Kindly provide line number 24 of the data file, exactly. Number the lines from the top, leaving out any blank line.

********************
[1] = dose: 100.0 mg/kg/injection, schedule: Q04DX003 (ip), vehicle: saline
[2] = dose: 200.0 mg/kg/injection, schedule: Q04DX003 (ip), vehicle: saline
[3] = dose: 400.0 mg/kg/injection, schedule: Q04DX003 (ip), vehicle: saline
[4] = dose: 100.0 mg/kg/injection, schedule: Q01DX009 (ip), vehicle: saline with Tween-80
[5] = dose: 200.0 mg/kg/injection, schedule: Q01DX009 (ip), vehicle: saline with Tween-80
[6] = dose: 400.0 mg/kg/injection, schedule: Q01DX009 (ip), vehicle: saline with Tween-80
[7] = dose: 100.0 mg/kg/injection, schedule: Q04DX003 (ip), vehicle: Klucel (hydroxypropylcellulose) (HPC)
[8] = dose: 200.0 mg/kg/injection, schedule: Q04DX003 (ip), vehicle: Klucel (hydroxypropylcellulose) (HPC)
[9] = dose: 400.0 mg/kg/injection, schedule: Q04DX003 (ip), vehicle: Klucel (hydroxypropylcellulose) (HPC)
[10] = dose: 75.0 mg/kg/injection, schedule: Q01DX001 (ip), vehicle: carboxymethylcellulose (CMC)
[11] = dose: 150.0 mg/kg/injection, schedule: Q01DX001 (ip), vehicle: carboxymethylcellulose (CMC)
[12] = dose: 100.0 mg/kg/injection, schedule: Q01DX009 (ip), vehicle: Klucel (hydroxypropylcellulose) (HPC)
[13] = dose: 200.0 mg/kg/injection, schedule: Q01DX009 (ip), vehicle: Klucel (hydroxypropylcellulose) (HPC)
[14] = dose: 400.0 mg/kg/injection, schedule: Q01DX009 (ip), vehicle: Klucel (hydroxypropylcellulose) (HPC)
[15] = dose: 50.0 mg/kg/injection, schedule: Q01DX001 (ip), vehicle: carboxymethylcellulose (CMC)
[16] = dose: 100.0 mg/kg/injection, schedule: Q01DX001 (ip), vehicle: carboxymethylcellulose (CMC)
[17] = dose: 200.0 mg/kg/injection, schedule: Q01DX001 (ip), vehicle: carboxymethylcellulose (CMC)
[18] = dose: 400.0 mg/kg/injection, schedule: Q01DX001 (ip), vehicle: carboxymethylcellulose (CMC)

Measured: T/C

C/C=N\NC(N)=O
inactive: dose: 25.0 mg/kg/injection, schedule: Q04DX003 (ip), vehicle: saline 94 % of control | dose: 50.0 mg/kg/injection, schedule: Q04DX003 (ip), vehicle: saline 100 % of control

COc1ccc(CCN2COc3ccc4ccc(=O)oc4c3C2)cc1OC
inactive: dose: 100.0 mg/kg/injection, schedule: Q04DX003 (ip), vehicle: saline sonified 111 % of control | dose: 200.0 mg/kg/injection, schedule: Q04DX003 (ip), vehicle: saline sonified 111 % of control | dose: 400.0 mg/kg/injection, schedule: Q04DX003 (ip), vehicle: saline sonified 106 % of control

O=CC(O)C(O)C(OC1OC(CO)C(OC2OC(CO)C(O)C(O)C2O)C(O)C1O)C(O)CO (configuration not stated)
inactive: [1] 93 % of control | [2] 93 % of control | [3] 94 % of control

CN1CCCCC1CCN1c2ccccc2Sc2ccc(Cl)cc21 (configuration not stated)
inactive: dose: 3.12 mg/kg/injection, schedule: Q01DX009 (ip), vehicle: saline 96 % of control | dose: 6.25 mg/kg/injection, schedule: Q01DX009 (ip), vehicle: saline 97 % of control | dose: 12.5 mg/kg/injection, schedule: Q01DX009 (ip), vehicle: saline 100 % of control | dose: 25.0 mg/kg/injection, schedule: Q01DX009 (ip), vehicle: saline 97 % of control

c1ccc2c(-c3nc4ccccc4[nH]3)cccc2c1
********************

O=CC(O)C(O)C(OC1OC(CO)C(OC2OC(CO)C(O)C(O)C2O)C(O)C1O)C(O)CO (configuration not stated)